Updated: Apr 26
Head and neck position for down dog. I’ve heard some instructors say “let is dangle” I’ve heard other instructors say “tuck your chin to look at your feet” Those are both wrong. Letting your head dangle doesn’t teach your neck how to stabilize the neck against the weight of the head. The other option starts to pull you into a rounded position and they both encourage bad head position which will in turn lead to neck problems, Dowagers hump and then down into the shoulders and down the body. Basically,a train wreck. When you’re upside down the brain and body may be a bit confused as you try to bring your head back to being your ears over your shoulders. Just like in standing but the student may not have practiced proprioception for body position upside down. While a good cue would be ears lined up on the biceps the rest of the pose needs to be setup well for this person. There is no need to look at toes, legs for any length of time. The body follows where the eyes are looking. There’s a nice blank space in between the hands and feet to look. Most people have a forward head posture, rounded shoulders and excessive kyphosis in the thoracic spine. Looking at your feet simply encourages this dysfunctional posture.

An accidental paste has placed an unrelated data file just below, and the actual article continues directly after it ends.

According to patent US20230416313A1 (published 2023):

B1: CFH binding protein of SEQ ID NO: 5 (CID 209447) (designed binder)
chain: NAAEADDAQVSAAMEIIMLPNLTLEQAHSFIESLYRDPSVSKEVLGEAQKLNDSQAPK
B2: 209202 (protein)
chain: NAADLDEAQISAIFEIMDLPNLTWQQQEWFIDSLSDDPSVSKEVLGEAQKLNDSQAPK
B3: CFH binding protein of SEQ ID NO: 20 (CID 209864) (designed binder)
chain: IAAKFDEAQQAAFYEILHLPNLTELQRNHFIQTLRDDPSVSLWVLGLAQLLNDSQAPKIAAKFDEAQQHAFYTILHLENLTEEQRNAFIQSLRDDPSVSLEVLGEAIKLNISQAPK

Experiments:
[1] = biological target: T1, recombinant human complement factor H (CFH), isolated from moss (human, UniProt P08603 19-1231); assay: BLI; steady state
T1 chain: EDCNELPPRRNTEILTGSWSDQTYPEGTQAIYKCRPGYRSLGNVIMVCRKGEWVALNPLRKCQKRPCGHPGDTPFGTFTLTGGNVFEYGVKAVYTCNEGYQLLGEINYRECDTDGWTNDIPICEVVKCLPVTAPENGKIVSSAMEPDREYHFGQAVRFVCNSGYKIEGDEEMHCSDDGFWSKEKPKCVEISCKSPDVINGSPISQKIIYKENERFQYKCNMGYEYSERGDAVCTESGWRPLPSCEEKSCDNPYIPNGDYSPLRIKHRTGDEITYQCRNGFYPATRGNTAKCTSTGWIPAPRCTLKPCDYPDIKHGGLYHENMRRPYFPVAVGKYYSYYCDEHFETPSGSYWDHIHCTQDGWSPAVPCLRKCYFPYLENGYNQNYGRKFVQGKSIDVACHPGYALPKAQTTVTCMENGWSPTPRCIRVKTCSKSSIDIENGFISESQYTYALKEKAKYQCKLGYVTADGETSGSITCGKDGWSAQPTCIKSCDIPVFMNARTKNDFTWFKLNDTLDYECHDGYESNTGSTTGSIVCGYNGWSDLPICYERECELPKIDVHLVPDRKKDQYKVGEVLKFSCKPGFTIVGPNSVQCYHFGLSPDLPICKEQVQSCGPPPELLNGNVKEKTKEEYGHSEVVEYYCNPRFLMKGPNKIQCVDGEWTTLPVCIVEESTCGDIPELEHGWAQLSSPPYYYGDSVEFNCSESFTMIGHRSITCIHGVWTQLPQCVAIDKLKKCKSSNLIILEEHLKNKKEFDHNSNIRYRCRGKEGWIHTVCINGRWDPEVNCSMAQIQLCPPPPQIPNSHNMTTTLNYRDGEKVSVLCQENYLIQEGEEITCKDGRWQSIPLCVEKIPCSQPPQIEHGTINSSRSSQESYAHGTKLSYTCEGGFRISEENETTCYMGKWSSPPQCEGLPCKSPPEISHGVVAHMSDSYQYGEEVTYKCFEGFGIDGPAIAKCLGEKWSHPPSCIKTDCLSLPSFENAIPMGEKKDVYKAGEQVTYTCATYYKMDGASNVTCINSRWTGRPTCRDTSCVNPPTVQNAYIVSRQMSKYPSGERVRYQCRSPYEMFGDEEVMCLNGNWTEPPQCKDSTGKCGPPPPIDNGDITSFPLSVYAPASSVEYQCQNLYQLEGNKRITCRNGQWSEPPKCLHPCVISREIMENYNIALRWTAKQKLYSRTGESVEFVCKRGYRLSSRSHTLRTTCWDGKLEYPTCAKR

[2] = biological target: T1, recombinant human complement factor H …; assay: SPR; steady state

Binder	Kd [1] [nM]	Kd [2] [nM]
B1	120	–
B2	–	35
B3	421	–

I hear many things in classes on how to hold your head in flexion based movements. The most common and the most over used exercise is the crunch. I hear ppl say “make sure there is a fist distance between the chin and chest; keep your eyes on the ceiling” You actually can’t do that. The moment your eyes stay fixated on the ceiling your body must follow where the eyes are looking. You widen the gap between the chin and chest; over activate the suboccipitals and start doing this chicken head/neck movement. This btw is what hurts the neck. When the back of your neck start to do the work of the neck flexors in addition to what they are suppose to be doing you will create pain and dysfunction. It hurts b/c it’s a mechanical disadvantage for the extensors to do the work of the neck flexors. You will also give yourself headaches, more neck tension along with encouraging a forward head posture which the shoulders and the thoracic spine will also have to become more dysfunctional. My classes can probably recite for you now how I cue head and neck position 1. Mouth closed; tongue on the roof of the mouth. This is the physiological rest position of the tongue. 2. The mouth is closed to provide an anchor for these muscles so they can stabilize the cervical spine against the weight of your head. If your mouth is open the intrinsic core neck muscles have no anchor. 3. Eye position is not right above you on the ceiling. It is more forward where the ceiling and the wall meet. Your eyes do not stay glued there. They move down the wall was you crunch up. This allows you maintain the fist distance between the chin and chest. The eyes go back up the wall to that crease as you go lower back down. Why am I cuing a crunch on the down dog post for head and neck position? There are more ppl finding themselves in a flexion based or crunch movement than in down dog. You must learn what this position is for all sorts of position. Most ppl really do not have well developed kinesthetic awareness. They need help and sometimes it’s the instructors that needs help as well learning that as well. We all need help! Pulling your head back; Placing your ears over your shoulders will help you to develop strength for the intrinsic core neck musculature. It’s a lot of work being in down dog